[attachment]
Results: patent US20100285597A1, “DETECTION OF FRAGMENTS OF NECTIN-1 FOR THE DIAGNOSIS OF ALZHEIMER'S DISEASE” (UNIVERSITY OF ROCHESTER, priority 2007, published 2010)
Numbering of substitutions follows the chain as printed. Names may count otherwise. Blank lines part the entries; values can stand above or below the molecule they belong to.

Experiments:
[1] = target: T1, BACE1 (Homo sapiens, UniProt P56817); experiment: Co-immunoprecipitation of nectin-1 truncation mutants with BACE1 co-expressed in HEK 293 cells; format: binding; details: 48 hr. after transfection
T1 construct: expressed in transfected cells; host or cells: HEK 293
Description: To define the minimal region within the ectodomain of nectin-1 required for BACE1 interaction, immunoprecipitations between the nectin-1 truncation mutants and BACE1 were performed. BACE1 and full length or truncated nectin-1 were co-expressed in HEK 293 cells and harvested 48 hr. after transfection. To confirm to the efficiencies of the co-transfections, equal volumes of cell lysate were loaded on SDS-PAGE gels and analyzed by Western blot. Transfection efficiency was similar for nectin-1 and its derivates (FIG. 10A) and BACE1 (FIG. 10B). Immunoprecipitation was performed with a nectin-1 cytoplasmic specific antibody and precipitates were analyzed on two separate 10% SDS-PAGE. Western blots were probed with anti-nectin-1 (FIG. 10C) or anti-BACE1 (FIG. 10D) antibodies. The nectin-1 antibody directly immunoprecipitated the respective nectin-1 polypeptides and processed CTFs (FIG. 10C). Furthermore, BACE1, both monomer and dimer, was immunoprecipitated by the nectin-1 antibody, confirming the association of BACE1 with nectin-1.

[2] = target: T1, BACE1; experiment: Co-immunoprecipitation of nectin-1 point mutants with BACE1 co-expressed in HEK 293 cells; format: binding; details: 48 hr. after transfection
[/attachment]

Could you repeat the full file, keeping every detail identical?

Results: patent US20100285597A1, “DETECTION OF FRAGMENTS OF NECTIN-1 FOR THE DIAGNOSIS OF ALZHEIMER'S DISEASE” (UNIVERSITY OF ROCHESTER, priority 2007, published 2010)
Numbering of substitutions follows the chain as printed. Names may count otherwise. Blank lines part the entries; values can stand above or below the molecule they belong to.

Experiments:
[1] = target: T1, BACE1 (Homo sapiens, UniProt P56817); experiment: Co-immunoprecipitation of nectin-1 truncation mutants with BACE1 co-expressed in HEK 293 cells; format: binding; details: 48 hr. after transfection
T1 construct: expressed in transfected cells; host or cells: HEK 293
Description: To define the minimal region within the ectodomain of nectin-1 required for BACE1 interaction, immunoprecipitations between the nectin-1 truncation mutants and BACE1 were performed. BACE1 and full length or truncated nectin-1 were co-expressed in HEK 293 cells and harvested 48 hr. after transfection. To confirm to the efficiencies of the co-transfections, equal volumes of cell lysate were loaded on SDS-PAGE gels and analyzed by Western blot. Transfection efficiency was similar for nectin-1 and its derivates (FIG. 10A) and BACE1 (FIG. 10B). Immunoprecipitation was performed with a nectin-1 cytoplasmic specific antibody and precipitates were analyzed on two separate 10% SDS-PAGE. Western blots were probed with anti-nectin-1 (FIG. 10C) or anti-BACE1 (FIG. 10D) antibodies. The nectin-1 antibody directly immunoprecipitated the respective nectin-1 polypeptides and processed CTFs (FIG. 10C). Furthermore, BACE1, both monomer and dimer, was immunoprecipitated by the nectin-1 antibody, confirming the association of BACE1 with nectin-1.

[2] = target: T1, BACE1; experiment: Co-immunoprecipitation of nectin-1 point mutants with BACE1 co-expressed in HEK 293 cells; format: binding; details: 48 hr. after transfection